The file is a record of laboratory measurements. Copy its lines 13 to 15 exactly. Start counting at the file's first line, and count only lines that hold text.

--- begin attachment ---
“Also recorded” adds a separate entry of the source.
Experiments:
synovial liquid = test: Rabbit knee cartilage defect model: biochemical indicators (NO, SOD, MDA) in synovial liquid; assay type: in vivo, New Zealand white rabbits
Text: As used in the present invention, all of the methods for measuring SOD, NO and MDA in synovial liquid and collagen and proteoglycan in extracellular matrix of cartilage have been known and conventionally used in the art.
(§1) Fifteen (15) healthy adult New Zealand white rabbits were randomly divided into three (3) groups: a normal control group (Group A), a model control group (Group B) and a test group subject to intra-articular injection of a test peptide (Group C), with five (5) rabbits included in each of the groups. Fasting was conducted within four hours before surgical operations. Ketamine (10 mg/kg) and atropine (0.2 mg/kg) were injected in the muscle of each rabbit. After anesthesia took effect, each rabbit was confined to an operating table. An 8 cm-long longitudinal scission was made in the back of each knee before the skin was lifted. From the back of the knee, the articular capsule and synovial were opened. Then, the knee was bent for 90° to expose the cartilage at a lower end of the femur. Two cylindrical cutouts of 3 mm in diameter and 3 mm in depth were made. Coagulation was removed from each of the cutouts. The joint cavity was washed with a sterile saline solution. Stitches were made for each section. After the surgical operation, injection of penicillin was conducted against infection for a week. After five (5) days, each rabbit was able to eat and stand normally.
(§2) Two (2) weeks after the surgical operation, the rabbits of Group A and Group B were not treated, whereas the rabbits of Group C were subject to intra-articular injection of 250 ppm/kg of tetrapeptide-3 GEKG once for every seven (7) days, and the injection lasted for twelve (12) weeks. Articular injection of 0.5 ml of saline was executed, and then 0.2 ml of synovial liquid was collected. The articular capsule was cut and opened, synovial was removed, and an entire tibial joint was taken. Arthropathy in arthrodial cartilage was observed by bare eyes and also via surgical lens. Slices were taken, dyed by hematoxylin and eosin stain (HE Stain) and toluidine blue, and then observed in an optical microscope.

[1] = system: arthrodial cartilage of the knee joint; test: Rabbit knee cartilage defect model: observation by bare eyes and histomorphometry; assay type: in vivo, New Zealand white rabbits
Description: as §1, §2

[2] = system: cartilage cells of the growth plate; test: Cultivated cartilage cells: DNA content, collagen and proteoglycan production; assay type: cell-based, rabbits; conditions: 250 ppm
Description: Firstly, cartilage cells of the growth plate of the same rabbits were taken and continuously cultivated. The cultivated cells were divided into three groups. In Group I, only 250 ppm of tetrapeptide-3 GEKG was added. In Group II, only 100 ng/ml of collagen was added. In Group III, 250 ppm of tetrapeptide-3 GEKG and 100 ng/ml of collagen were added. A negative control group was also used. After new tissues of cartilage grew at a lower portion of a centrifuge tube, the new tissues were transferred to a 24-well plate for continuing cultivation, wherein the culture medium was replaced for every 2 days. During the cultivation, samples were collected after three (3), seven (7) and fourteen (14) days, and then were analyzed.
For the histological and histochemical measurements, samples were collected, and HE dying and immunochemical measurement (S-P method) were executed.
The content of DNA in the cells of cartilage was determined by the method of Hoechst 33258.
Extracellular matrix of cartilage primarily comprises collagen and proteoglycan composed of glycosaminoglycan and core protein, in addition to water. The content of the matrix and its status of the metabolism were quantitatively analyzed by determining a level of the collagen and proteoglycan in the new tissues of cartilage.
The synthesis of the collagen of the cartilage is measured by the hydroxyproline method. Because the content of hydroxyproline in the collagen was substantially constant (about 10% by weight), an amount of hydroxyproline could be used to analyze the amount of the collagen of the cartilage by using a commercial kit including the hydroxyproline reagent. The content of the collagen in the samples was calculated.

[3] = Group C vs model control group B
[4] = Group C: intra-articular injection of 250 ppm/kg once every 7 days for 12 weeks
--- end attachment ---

Extracellular matrix of cartilage primarily comprises collagen and proteoglycan composed of glycosaminoglycan and core protein, in addition to water. The content of the matrix and its status of the metabolism were quantitatively analyzed by determining a level of the collagen and proteoglycan in the new tissues of cartilage.
The synthesis of the collagen of the cartilage is measured by the hydroxyproline method. Because the content of hydroxyproline in the collagen was substantially constant (about 10% by weight), an amount of hydroxyproline could be used to analyze the amount of the collagen of the cartilage by using a commercial kit including the hydroxyproline reagent. The content of the collagen in the samples was calculated.

[3] = Group C vs model control group B